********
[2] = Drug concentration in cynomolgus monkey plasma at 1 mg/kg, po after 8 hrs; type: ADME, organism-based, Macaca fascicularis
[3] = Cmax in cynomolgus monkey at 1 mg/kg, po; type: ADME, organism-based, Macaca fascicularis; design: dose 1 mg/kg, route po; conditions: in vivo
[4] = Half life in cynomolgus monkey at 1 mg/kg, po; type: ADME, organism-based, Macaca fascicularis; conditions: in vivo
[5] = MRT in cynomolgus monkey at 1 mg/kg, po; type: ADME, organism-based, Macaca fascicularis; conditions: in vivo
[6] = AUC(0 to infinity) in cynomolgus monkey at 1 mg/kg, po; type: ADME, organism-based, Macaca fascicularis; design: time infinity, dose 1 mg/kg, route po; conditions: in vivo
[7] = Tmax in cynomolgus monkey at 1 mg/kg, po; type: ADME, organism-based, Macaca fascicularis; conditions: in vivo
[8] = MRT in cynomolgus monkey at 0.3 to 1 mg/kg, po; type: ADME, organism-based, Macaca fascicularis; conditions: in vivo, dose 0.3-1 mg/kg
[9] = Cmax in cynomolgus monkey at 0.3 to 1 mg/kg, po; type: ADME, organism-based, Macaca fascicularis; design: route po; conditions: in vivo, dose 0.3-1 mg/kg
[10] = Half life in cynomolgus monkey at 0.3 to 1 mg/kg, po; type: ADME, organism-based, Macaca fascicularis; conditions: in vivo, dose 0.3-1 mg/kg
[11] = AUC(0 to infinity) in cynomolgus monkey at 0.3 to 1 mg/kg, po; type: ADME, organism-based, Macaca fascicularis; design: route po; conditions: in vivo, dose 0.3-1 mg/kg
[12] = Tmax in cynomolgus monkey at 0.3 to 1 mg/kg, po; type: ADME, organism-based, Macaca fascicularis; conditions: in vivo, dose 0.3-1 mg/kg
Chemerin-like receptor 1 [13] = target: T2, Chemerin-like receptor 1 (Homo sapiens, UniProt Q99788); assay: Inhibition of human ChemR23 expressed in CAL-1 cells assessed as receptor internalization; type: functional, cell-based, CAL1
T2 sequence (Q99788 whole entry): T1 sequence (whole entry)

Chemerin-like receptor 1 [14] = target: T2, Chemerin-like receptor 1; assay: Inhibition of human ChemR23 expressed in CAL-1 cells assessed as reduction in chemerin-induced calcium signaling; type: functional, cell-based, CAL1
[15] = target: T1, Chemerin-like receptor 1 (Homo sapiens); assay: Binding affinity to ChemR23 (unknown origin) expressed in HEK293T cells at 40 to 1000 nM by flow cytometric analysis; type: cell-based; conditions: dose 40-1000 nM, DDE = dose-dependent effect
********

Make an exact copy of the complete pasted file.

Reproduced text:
[2] = Drug concentration in cynomolgus monkey plasma at 1 mg/kg, po after 8 hrs; type: ADME, organism-based, Macaca fascicularis
[3] = Cmax in cynomolgus monkey at 1 mg/kg, po; type: ADME, organism-based, Macaca fascicularis; design: dose 1 mg/kg, route po; conditions: in vivo
[4] = Half life in cynomolgus monkey at 1 mg/kg, po; type: ADME, organism-based, Macaca fascicularis; conditions: in vivo
[5] = MRT in cynomolgus monkey at 1 mg/kg, po; type: ADME, organism-based, Macaca fascicularis; conditions: in vivo
[6] = AUC(0 to infinity) in cynomolgus monkey at 1 mg/kg, po; type: ADME, organism-based, Macaca fascicularis; design: time infinity, dose 1 mg/kg, route po; conditions: in vivo
[7] = Tmax in cynomolgus monkey at 1 mg/kg, po; type: ADME, organism-based, Macaca fascicularis; conditions: in vivo
[8] = MRT in cynomolgus monkey at 0.3 to 1 mg/kg, po; type: ADME, organism-based, Macaca fascicularis; conditions: in vivo, dose 0.3-1 mg/kg
[9] = Cmax in cynomolgus monkey at 0.3 to 1 mg/kg, po; type: ADME, organism-based, Macaca fascicularis; design: route po; conditions: in vivo, dose 0.3-1 mg/kg
[10] = Half life in cynomolgus monkey at 0.3 to 1 mg/kg, po; type: ADME, organism-based, Macaca fascicularis; conditions: in vivo, dose 0.3-1 mg/kg
[11] = AUC(0 to infinity) in cynomolgus monkey at 0.3 to 1 mg/kg, po; type: ADME, organism-based, Macaca fascicularis; design: route po; conditions: in vivo, dose 0.3-1 mg/kg
[12] = Tmax in cynomolgus monkey at 0.3 to 1 mg/kg, po; type: ADME, organism-based, Macaca fascicularis; conditions: in vivo, dose 0.3-1 mg/kg
Chemerin-like receptor 1 [13] = target: T2, Chemerin-like receptor 1 (Homo sapiens, UniProt Q99788); assay: Inhibition of human ChemR23 expressed in CAL-1 cells assessed as receptor internalization; type: functional, cell-based, CAL1
T2 sequence (Q99788 whole entry): T1 sequence (whole entry)

Chemerin-like receptor 1 [14] = target: T2, Chemerin-like receptor 1; assay: Inhibition of human ChemR23 expressed in CAL-1 cells assessed as reduction in chemerin-induced calcium signaling; type: functional, cell-based, CAL1
[15] = target: T1, Chemerin-like receptor 1 (Homo sapiens); assay: Binding affinity to ChemR23 (unknown origin) expressed in HEK293T cells at 40 to 1000 nM by flow cytometric analysis; type: cell-based; conditions: dose 40-1000 nM, DDE = dose-dependent effect